I cannot abide the myopic, self-obsessed, poor-me blatherings of a bunch of rich white people who are sad they aren’t richer. Dude. People suffer. Starve. Beat each other to death. Don’t have a safe place to sleep with their children. And every trite, boring, WASPish complaint shoved down my throat in this too-long, crowded (I’m fairly certain GoT has less characters), meandering, self-important tome made me sadder for people who didn’t choose the awful fate they’ve been dealt.

I can understand why people like this book. There’s a very hip New York vibe totally crammed down your throat. And I think someone more mature or from a different walk of life may connect with these characters. But it got to a point where reading this was like sandpaper on a sunburn. Excruciating.

The Anti-Stepbrother by Tijan

This is, I believe, my 3rd Tijan book. I am wholeheartedly a fan.

Synopsis – goofy Summer goes to college with dreams of a relationship with her dickhead stepbrother. She meets Caden as stepbrother’s true colors are emerging.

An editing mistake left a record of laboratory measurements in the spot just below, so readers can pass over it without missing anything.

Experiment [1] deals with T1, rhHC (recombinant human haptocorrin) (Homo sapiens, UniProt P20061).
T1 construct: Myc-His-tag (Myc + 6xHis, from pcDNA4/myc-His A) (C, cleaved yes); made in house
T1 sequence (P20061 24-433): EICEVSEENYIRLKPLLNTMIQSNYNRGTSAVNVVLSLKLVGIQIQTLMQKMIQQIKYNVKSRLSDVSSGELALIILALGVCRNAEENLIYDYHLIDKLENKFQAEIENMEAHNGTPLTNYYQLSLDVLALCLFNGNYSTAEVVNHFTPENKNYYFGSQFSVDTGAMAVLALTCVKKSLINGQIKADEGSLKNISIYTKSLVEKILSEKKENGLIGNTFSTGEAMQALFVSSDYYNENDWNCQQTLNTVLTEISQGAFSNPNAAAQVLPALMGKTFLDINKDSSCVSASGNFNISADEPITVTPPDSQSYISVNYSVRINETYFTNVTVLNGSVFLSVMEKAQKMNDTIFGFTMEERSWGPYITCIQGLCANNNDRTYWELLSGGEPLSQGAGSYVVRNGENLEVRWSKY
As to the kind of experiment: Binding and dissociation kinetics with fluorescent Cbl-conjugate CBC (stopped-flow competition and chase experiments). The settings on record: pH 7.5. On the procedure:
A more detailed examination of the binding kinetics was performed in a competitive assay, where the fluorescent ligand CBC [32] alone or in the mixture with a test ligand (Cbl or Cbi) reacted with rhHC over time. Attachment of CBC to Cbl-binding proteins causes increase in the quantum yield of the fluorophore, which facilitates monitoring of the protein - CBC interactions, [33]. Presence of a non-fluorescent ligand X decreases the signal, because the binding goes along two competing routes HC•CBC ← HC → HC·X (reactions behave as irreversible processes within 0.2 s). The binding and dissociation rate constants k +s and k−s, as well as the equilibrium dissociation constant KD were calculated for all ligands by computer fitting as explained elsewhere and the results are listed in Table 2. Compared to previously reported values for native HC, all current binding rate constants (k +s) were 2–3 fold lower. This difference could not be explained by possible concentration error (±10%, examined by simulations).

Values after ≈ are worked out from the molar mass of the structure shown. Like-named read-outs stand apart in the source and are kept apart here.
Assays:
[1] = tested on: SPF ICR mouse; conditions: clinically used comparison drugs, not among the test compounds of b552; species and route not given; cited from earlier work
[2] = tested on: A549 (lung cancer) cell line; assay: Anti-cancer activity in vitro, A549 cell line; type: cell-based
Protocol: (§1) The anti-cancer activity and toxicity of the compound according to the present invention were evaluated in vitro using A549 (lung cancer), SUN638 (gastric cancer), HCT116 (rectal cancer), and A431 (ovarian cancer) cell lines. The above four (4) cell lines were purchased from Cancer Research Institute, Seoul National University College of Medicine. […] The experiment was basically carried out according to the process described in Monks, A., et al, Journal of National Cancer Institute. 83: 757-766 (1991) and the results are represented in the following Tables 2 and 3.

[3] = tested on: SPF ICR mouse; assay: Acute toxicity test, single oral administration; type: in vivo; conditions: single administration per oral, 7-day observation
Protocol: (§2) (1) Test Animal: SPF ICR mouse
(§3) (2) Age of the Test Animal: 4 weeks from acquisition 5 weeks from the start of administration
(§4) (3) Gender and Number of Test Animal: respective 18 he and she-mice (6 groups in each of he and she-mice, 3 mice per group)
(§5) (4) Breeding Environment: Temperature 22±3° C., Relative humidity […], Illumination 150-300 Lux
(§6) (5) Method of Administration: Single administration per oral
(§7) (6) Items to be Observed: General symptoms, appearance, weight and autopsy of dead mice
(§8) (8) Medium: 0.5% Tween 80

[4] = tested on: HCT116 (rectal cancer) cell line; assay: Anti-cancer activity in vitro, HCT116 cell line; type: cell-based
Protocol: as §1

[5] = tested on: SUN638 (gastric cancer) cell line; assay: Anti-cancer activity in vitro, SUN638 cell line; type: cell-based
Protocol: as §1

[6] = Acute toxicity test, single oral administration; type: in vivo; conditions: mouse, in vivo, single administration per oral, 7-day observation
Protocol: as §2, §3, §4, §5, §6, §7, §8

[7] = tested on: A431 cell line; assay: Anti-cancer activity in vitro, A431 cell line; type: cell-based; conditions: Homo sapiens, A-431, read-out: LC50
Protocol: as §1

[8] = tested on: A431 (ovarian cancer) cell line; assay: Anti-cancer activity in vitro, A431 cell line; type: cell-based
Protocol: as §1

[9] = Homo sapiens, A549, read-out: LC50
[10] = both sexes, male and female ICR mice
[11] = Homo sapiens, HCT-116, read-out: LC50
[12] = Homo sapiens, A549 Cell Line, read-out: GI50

The story was convoluted and scattered. Low steam. Lots of slow build. But there’s something so earnest about the writing. Summer is freaking adorable. And Tijan just kinda puts it out there – this steady likable sweet story. Nothing about this book feels shiny, hard or fake. No insta-love. No perfect characters.

Caden is a nice guy, but this is truly Summer’s story. She has issues to deal with and problems to solve. Girl needed to grow before she got her man, and I spent the book rooting her on. It was an engrossing, but low-emotion read. The supporting cast was mostly forgettable. The story line had grand ideas, but nothing unrealistic. This was a lovely break from the serious bummer grown-up book I’m also reading. I look forward to more Tijan.